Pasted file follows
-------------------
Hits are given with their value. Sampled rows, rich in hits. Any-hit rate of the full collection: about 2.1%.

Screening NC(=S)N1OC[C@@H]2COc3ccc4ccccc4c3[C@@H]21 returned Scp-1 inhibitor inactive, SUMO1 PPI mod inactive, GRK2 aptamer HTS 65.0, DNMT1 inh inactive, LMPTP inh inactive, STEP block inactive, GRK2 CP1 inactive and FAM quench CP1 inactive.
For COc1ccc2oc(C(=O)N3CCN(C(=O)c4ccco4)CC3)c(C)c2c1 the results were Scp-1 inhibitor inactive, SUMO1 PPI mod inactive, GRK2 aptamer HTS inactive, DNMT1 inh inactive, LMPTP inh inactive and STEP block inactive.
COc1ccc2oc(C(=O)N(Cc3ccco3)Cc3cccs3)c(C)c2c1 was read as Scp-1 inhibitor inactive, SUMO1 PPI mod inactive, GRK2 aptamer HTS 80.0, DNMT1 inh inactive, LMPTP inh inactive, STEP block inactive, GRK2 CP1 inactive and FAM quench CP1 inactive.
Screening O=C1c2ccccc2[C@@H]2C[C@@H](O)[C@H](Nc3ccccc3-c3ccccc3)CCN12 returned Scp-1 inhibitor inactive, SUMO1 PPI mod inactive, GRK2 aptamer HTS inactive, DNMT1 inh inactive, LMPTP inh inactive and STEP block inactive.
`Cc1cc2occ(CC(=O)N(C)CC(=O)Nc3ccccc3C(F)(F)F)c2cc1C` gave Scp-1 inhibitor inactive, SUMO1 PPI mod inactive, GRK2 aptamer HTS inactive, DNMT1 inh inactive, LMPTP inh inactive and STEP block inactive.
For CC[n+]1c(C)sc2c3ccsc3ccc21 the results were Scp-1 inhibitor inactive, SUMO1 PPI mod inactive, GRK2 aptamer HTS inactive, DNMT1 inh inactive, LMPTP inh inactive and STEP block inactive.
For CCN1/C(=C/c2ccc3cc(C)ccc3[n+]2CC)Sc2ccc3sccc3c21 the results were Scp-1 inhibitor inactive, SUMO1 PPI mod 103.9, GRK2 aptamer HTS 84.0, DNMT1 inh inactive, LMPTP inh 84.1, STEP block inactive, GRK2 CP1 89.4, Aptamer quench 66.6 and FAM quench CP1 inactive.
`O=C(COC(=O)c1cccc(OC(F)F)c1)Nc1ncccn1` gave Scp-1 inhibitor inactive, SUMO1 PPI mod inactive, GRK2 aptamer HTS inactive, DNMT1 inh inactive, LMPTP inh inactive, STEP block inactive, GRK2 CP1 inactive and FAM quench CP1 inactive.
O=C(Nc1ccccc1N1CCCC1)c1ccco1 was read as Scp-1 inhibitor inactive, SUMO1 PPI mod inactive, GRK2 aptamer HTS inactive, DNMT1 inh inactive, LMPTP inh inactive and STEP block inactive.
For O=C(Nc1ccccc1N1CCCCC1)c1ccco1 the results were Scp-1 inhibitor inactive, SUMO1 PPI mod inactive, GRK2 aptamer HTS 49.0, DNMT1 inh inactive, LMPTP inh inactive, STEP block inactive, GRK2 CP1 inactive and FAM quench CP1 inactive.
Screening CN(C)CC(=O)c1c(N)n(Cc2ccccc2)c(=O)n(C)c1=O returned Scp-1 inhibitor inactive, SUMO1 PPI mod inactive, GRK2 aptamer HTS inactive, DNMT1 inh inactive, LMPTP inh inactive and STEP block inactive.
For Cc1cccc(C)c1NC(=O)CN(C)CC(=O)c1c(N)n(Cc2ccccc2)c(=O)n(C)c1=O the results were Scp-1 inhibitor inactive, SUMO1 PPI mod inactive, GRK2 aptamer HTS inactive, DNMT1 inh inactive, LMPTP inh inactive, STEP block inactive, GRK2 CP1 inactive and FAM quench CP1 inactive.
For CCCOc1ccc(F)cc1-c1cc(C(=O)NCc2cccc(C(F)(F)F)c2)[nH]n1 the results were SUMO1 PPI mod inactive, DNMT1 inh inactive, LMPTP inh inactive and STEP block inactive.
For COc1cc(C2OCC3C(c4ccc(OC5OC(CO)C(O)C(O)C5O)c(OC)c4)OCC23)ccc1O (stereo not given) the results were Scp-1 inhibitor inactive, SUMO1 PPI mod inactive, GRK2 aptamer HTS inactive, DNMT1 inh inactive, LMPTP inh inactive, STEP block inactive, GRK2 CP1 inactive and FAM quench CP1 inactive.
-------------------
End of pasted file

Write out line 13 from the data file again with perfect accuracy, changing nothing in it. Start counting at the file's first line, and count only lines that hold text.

For Cc1cccc(C)c1NC(=O)CN(C)CC(=O)c1c(N)n(Cc2ccccc2)c(=O)n(C)c1=O the results were Scp-1 inhibitor inactive, SUMO1 PPI mod inactive, GRK2 aptamer HTS inactive, DNMT1 inh inactive, LMPTP inh inactive, STEP block inactive, GRK2 CP1 inactive and FAM quench CP1 inactive.